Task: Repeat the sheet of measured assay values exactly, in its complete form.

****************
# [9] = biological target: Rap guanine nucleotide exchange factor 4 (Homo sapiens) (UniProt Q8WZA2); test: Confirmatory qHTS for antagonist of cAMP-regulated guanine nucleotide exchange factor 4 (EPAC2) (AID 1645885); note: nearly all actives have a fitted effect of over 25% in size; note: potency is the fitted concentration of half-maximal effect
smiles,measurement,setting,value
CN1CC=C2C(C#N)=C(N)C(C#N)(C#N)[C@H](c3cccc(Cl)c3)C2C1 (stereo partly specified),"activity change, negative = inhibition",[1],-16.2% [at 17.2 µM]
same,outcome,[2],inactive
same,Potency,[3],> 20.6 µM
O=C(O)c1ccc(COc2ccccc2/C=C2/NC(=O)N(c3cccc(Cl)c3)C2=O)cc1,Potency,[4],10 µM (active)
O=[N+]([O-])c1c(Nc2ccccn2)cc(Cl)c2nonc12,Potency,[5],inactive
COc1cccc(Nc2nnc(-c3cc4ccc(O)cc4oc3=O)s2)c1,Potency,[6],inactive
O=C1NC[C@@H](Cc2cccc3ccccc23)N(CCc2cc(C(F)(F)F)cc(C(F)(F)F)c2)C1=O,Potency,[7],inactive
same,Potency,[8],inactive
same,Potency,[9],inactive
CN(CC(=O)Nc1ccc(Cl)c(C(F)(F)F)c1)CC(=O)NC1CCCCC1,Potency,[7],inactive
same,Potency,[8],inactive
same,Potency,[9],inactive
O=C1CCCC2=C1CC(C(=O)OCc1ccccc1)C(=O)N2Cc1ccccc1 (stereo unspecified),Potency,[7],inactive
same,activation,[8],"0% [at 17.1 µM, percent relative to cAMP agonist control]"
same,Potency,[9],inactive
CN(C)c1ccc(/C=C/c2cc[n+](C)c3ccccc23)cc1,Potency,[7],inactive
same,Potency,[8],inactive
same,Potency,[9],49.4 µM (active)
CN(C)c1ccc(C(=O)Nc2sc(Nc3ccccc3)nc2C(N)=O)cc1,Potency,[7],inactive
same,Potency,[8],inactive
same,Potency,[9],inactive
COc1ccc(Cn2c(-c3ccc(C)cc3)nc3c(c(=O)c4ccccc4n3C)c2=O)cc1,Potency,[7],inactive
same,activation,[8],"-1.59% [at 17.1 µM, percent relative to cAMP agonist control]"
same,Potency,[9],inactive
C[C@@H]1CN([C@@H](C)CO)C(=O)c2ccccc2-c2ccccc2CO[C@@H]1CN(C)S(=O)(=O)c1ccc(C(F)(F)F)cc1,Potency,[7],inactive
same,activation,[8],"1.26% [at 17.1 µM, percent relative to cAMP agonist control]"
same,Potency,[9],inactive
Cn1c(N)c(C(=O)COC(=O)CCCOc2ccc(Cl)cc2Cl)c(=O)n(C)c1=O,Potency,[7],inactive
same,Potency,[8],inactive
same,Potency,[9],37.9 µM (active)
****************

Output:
# [9] = biological target: Rap guanine nucleotide exchange factor 4 (Homo sapiens) (UniProt Q8WZA2); test: Confirmatory qHTS for antagonist of cAMP-regulated guanine nucleotide exchange factor 4 (EPAC2) (AID 1645885); note: nearly all actives have a fitted effect of over 25% in size; note: potency is the fitted concentration of half-maximal effect
smiles,measurement,setting,value
CN1CC=C2C(C#N)=C(N)C(C#N)(C#N)[C@H](c3cccc(Cl)c3)C2C1 (stereo partly specified),"activity change, negative = inhibition",[1],-16.2% [at 17.2 µM]
same,outcome,[2],inactive
same,Potency,[3],> 20.6 µM
O=C(O)c1ccc(COc2ccccc2/C=C2/NC(=O)N(c3cccc(Cl)c3)C2=O)cc1,Potency,[4],10 µM (active)
O=[N+]([O-])c1c(Nc2ccccn2)cc(Cl)c2nonc12,Potency,[5],inactive
COc1cccc(Nc2nnc(-c3cc4ccc(O)cc4oc3=O)s2)c1,Potency,[6],inactive
O=C1NC[C@@H](Cc2cccc3ccccc23)N(CCc2cc(C(F)(F)F)cc(C(F)(F)F)c2)C1=O,Potency,[7],inactive
same,Potency,[8],inactive
same,Potency,[9],inactive
CN(CC(=O)Nc1ccc(Cl)c(C(F)(F)F)c1)CC(=O)NC1CCCCC1,Potency,[7],inactive
same,Potency,[8],inactive
same,Potency,[9],inactive
O=C1CCCC2=C1CC(C(=O)OCc1ccccc1)C(=O)N2Cc1ccccc1 (stereo unspecified),Potency,[7],inactive
same,activation,[8],"0% [at 17.1 µM, percent relative to cAMP agonist control]"
same,Potency,[9],inactive
CN(C)c1ccc(/C=C/c2cc[n+](C)c3ccccc23)cc1,Potency,[7],inactive
same,Potency,[8],inactive
same,Potency,[9],49.4 µM (active)
CN(C)c1ccc(C(=O)Nc2sc(Nc3ccccc3)nc2C(N)=O)cc1,Potency,[7],inactive
same,Potency,[8],inactive
same,Potency,[9],inactive
COc1ccc(Cn2c(-c3ccc(C)cc3)nc3c(c(=O)c4ccccc4n3C)c2=O)cc1,Potency,[7],inactive
same,activation,[8],"-1.59% [at 17.1 µM, percent relative to cAMP agonist control]"
same,Potency,[9],inactive
C[C@@H]1CN([C@@H](C)CO)C(=O)c2ccccc2-c2ccccc2CO[C@@H]1CN(C)S(=O)(=O)c1ccc(C(F)(F)F)cc1,Potency,[7],inactive
same,activation,[8],"1.26% [at 17.1 µM, percent relative to cAMP agonist control]"
same,Potency,[9],inactive
Cn1c(N)c(C(=O)COC(=O)CCCOc2ccc(Cl)cc2Cl)c(=O)n(C)c1=O,Potency,[7],inactive
same,Potency,[8],inactive
same,Potency,[9],37.9 µM (active)